April 28, 2020 | Reading Time: 3 minutes
Trump’s ‘Ersatz Phallic Exercise’
Economic collapse won't keep him from delivering to his base.
It’s a common question. What have the president’s ordinary supporters gotten out of their deal with him? The answer is just as common—not much. Before the pandemic, the only material outcome of backing Donald Trump was a slight decrease in their federal income taxes. Other than that, gains have been performative, not substantive.
Some say that’s enough to sink an incumbent. If he can’t deliver for his base, then he can’t win reelection. If he presides over a fragile economy, as is currently the case, then he’s bound to lose. But what most people don’t understand is that Trump is delivering, and he will keep delivering even if the economy collapses. The deliverable doesn’t come in the shape of economics, policy or law. It’s entirely psychological.
Umberto Eco’s phrase, from his essay “Ur-Fascism,” helps explain one of the main contradictions of Trumpism.
Think of it this way. Remember those men at “anti-quarantine protests” strolling around state capitols carrying semi-automatic rifles? They said they were protesting stay-at-home orders. They said their goal was demonstrating their rights to bear arms, individual liberty and personal sovereignty. But that wasn’t their immediate goal.
Their goal was intimidating peaceful and unarmed protesters. Their goal was deriving pleasure from the fear of seeing men brandishing weapons the likes of which have massacred thousands in mass shootings around the country for the last decade and a half. Their goal was savoring the flavor of gaslighting someone into thinking their goals were high-minded and pure rather than what they were: low and barbarous.
“Since both permanent war and heroism are difficult games to play, the Ur-Fascist transfers his will to power to sexual matters,” wrote Umberto Eco in his 1995 classic, “Ur-Fascism.” “This is the origin of machismo. … Since even sex is a difficult game to play, the Ur-Fascist hero tends to play with weapons—doing so becomes an ersatz phallic exercise.” (Many thanks to Charles Sykes for reminding me of Eco’s essay.)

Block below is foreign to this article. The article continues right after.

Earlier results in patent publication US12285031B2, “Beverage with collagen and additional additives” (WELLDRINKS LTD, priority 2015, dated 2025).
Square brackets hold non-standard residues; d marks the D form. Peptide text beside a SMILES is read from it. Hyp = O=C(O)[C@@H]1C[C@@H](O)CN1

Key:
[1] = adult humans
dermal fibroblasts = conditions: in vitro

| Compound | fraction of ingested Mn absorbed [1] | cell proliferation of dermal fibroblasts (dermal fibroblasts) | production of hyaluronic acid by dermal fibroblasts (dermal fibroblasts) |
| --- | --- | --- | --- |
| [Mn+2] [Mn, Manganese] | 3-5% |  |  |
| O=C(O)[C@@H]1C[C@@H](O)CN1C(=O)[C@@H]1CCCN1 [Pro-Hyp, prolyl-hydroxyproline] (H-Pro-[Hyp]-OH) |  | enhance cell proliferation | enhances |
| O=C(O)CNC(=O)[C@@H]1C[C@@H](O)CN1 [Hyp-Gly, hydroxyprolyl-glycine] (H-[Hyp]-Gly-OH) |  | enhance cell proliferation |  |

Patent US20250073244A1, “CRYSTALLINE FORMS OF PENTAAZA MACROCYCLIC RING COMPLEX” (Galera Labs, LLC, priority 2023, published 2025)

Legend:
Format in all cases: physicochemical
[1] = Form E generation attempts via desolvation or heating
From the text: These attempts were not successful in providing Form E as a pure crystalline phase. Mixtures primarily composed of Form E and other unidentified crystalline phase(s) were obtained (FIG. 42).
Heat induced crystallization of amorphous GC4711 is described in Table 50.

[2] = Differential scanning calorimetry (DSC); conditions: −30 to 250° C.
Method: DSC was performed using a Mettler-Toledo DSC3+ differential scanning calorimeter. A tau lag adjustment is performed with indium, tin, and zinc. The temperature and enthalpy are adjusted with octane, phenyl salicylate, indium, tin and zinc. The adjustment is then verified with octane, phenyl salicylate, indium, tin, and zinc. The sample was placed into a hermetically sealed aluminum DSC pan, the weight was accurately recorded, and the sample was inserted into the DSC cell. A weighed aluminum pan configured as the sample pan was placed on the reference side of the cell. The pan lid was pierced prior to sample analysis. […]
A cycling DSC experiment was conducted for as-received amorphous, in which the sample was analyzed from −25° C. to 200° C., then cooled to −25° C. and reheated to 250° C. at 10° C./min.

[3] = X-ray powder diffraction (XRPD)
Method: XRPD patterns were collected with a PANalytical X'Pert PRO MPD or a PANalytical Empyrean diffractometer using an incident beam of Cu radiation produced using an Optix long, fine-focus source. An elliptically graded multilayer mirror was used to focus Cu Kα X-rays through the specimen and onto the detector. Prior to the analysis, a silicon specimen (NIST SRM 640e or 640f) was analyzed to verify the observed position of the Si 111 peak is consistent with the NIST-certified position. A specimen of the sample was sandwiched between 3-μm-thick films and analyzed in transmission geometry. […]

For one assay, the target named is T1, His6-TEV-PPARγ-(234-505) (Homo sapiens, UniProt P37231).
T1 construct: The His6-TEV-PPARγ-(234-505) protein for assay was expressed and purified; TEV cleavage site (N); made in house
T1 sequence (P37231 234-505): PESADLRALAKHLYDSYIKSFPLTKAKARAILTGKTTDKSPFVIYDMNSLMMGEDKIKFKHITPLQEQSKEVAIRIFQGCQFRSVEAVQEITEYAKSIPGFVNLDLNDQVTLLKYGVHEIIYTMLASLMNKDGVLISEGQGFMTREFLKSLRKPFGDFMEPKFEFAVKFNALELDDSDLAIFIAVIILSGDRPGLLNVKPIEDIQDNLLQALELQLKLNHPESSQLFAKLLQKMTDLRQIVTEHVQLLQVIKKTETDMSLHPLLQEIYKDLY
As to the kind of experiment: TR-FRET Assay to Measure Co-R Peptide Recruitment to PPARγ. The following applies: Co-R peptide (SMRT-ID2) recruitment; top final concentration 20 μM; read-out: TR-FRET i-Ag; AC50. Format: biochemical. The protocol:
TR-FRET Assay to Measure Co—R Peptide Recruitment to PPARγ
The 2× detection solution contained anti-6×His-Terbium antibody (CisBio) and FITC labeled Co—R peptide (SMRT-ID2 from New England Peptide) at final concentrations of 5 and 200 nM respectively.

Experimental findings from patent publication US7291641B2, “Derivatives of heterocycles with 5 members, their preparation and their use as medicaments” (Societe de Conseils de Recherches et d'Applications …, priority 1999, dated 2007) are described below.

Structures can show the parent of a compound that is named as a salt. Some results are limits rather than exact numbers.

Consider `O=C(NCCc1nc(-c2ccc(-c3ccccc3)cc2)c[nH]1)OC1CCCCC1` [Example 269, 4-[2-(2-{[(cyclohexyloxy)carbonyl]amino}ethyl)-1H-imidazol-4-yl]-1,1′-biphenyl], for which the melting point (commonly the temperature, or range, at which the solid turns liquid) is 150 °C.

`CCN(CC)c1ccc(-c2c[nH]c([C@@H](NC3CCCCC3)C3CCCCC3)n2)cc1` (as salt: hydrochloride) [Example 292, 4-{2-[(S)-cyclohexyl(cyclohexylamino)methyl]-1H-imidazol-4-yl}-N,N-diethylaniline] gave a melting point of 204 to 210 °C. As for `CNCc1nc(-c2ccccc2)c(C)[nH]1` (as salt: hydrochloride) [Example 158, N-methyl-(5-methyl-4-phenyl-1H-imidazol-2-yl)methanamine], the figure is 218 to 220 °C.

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I’ve tried coining a phrase capturing the essence of Trump, but I don’t think I’ll ever come close to the elegance and accuracy of “ersatz phallic exercise.” This is what the president delivers. This is what he will continue to deliver even if the US economy falls into a full-blown depression. Trumpism is a mirror—a fetish you might say—more than it is a political ideology. The key to understanding his presidency isn’t what it is but what it isn’t. It isn’t governing according to morality, the Constitution and the law for the benefit of all Americans. That takes lots of time. That takes lots of labor. That’s not nearly as fun as swinging your phallus around to the horror of the “snowflakes.”
“Ersatz phallic exercise” helps explain one of Trumpism’s key contradictions. On the one hand, supporters say that he’s manly man, and that his manly manliness is why liberals, Democrats and Never-Trumpers hate him. On the other, Trump is a fire hose of whining. He pules and keens at the slightest offense, real and imagined, but mostly imagined. He can’t take hard questioning. He’ll blame anyone for his mistakes. You’d think a manly man would have skin made of iron. Trump’s is made of onion paper.
Trumpism is a mirror—a fetish you might say—more than it is a political ideology.
But that doesn’t matter to his supporters, because consequences don’t matter, and consequences don’t matter, because there’s always a way of escaping accountability when intellectual dishonesty is the lens through which one engages the world. What matters is impulse, urge, appetite, an itch, and other neurological bliss points. You don’t swing your phallus around wondering what the outcomes might be. You swing it around, because your lizard brain demands that you swing it around. If you need a reason for horrifying some bystanders, you can later on fabricate one out of thin air.
Those who take responsibility for their actions will always seem weak to those who do not take responsibility for their actions. That’s just the way things are. But let’s not pretend “ersatz phallic exercises” are tougher, stronger and manlier than virtue. “Virtue” is derived from the Latin vir, which means “man.” Virtue, among ancient Romans leaders, who were nothing if not men’s men, privileged it above all other qualities, as it connoted valor, excellence, courage, and the strength of character. Real virtue is harder to put into practice. It takes lots of time. It takes lots of labor.
Even so, it too can be a source of profit and pleasure.
John Stoehr is the editor of the Editorial Board. He writes the daily edition. Find him @johnastoehr.